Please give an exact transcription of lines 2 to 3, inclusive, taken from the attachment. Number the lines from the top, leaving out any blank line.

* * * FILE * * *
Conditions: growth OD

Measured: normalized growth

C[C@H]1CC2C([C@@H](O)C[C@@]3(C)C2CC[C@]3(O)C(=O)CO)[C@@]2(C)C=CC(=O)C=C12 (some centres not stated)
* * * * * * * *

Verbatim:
Measured: normalized growth

C[C@H]1CC2C([C@@H](O)C[C@@]3(C)C2CC[C@]3(O)C(=O)CO)[C@@]2(C)C=CC(=O)C=C12 (some centres not stated)